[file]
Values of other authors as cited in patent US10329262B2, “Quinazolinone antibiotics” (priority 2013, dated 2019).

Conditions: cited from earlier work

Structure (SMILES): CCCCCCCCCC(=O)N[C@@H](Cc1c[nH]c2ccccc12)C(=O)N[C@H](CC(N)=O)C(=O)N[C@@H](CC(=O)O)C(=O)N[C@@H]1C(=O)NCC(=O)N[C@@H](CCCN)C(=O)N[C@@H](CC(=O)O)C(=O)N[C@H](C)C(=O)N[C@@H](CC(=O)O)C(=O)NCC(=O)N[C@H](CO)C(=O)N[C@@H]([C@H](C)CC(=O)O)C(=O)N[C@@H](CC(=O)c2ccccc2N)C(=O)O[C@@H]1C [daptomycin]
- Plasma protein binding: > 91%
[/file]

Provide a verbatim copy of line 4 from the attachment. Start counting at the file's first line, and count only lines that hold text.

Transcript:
- Plasma protein binding: > 91%